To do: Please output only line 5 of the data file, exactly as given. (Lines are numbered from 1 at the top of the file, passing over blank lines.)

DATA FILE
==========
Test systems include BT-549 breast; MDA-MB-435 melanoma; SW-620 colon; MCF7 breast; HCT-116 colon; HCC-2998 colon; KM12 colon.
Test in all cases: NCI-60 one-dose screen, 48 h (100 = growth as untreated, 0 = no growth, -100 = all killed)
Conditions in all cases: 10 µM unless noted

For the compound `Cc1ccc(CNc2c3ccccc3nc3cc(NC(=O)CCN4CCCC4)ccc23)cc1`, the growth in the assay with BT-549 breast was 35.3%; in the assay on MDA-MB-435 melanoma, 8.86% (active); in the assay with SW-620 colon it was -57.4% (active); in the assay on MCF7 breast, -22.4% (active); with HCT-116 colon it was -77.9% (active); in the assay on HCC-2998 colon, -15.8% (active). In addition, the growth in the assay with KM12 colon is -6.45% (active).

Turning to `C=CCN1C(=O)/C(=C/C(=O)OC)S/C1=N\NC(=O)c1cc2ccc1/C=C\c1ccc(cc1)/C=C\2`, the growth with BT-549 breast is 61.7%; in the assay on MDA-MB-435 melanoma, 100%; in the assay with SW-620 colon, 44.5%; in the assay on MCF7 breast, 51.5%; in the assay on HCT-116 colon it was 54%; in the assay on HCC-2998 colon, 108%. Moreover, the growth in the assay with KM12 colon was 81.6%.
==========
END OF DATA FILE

Turning to `C=CCN1C(=O)/C(=C/C(=O)OC)S/C1=N\NC(=O)c1cc2ccc1/C=C\c1ccc(cc1)/C=C\2`, the growth with BT-549 breast is 61.7%; in the assay on MDA-MB-435 melanoma, 100%; in the assay with SW-620 colon, 44.5%; in the assay on MCF7 breast, 51.5%; in the assay on HCT-116 colon it was 54%; in the assay on HCC-2998 colon, 108%. Moreover, the growth in the assay with KM12 colon was 81.6%.